Yikes! Static HTML websites are headed for extinction
Optimizing an existing website usually involves making just a few significant changes or additions to a website that leave it in much better shape than it was you found it. That doesn’t mean that you won’t have a few coffee-fueled late nights of tinkering and tweaking, but in general it’s not like you’re going to be sticking your website up on blocks and ripping its engine out.
Unfortunately, that is sometimes exactly what is necessary.
I’m looking at you, Mr. Static HTML Website.
Sometimes the framework that holds up your website is really more of a catalyst for stagnation. This is often the case with websites that have been designed using purely static HTML. The problem is that with static HTML pages a pretty good knowledge of HTML is usually necessary to change content or to add and remove pages — an essential part of keeping a website up to date.
This means that unless you’ve got the skills to roll-your-own HTML in a program like Macromedia Dreamweaver, or have a web designer on tap to help with your every maintenance need, the framework of your website is probably holding you back from greater success. Running a website shouldn’t leave you feeling like you’re stuck in 1999.
Even worse, your site might look like it hasn’t changed much since 1999 either.
The Internet is like evolution on acid. Your website must evolve by adapting to radical shifts in technology and social interaction. Nobody wants to see a website that worked wonders a few years back, and still has great potential, get culled from the herd and left like a wounded gazelle back in the rear of the Google search results.
Nobody except your competition.
WordPress 2.1 to the rescue!
I have no doubt that WordPress 2.1 is going to be the new tool of choice for many, many static HTML websites. Since it just came out a few days ago, you have the opportunity to get out in front and become an “early adopter”.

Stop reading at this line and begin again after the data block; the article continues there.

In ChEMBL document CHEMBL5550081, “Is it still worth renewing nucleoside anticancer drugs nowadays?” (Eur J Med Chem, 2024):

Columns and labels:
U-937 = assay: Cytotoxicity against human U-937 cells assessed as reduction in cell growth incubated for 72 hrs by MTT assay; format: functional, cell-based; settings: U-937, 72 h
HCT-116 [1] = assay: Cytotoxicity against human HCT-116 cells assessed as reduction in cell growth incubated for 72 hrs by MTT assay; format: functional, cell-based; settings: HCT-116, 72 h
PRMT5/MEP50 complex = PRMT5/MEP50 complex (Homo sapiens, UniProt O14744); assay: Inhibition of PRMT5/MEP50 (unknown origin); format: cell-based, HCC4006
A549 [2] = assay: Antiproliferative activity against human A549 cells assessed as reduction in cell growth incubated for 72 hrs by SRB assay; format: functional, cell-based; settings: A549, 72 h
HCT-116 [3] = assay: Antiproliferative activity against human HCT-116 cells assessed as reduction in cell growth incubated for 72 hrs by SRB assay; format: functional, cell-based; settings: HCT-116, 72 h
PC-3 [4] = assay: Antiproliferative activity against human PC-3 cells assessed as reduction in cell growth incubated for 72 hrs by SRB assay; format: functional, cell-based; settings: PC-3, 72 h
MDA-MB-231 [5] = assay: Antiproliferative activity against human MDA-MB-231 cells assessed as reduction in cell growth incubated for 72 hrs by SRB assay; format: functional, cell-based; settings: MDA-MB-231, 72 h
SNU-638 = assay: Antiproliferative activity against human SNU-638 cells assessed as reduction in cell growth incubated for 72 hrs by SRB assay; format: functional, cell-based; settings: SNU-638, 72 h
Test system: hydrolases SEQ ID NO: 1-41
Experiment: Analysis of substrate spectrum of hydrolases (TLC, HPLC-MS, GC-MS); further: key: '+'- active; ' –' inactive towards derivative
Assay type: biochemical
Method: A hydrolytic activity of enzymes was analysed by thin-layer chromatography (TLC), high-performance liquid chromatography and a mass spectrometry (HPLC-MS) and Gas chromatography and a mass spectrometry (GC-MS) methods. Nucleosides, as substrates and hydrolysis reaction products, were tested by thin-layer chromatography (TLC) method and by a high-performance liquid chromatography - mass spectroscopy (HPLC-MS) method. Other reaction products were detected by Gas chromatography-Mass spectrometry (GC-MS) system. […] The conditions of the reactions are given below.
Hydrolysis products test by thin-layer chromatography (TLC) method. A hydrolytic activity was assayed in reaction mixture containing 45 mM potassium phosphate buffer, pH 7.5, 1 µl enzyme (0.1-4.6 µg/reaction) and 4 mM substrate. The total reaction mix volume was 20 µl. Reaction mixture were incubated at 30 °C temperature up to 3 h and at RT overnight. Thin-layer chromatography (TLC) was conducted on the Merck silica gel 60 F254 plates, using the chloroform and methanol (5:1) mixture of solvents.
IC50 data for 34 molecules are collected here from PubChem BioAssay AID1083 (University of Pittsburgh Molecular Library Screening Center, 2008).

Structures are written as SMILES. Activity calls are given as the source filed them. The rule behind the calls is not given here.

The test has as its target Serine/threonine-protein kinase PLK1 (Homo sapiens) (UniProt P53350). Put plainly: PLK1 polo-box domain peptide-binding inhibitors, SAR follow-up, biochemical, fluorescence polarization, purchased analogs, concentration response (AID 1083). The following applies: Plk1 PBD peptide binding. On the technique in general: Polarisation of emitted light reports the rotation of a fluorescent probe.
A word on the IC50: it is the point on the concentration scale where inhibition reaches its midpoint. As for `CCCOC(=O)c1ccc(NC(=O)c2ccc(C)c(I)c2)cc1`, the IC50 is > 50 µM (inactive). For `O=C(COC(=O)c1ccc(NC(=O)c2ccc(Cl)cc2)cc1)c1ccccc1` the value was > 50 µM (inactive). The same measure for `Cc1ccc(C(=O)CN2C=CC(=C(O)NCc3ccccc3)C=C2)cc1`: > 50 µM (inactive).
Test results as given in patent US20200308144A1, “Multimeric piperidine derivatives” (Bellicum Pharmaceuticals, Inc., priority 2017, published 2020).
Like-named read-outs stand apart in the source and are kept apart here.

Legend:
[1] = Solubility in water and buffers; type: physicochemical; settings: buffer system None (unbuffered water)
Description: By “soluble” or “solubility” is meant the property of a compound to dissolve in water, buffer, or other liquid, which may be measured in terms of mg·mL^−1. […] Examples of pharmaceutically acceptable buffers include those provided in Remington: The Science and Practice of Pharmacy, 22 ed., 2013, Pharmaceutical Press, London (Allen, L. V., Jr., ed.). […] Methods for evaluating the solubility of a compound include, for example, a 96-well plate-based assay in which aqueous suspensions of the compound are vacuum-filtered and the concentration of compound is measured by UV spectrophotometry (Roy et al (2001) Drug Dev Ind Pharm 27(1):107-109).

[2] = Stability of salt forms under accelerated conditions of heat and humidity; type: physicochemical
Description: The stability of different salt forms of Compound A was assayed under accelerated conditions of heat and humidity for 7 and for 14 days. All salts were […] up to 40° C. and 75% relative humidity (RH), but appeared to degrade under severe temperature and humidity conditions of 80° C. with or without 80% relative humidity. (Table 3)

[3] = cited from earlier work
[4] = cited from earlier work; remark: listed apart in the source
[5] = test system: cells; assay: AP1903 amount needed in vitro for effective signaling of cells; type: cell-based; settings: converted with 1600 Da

Some of you are probably familiar with WordPress. For those that aren’t, it is the most popular standalone blog software in the world. In fact, this blog uses WordPress. It is written in PHP and is in development as an open source project.
That means that it is completely free to use. Of course, as with any open source software, it often takes a bit to adapt it to your specific needs. Luckily, the WordPress community is one of the best in the field and is always coming up with innovative plugins, themes and techniques that make it all much easier.
But I’m not a blogger!
I was getting to that part. One of the less well known things about WordPress is that it is an excellent framework for websites too! In fact, the line between “blogs” and “websites” is fading and getting much harder to discern. By converting your website to WordPress, , you’ll not only have a modern framework for your website, you’ll be able to make updates to the content of your website yourself and do many other wonderful things. You’ll even be able to add a blog at some point in the future (and I think you’ll want to!).
Which brings me to back to talk about the latest version, WordPress 2.1. Up until now, I’ve had to hack around with the default files quite a bit to modify WordPress for use as a content management system for a general website. No longer! This was because the “blog” would always take up the home page. Now you have the option to use any “page” defined in the WordPress system as the home page. There is also a slick new upload manager that helps with getting pictures, audio and video up to your website.
There are a number of other great features too:
- Autosave when writing a post.
- The ability to easily shift between a WYSIWYG editor and a code editor for both casual comfort and power-user utility.
- Spell checking!
- Improved administration capabilities
- And more!
I’m going to be covering specifics about how to setup and configure WordPress 2.1 for a general website in the future. You can subscribe to my RSS feed if you want to keep an eye out for future posts.
A tiny word of warning
When considering the conversion of your static site over to WordPress, I need to mention one thing. Size matters. I find that WordPress is an ideal tool for websites unless they are really big and complex. Then I find ExpressionEngine to be a wonderful alternative and well worth the license fee. Among other things it has a really hot data model (almost sexy even!). I’ll talk more about ExpressionEngine in the future as well.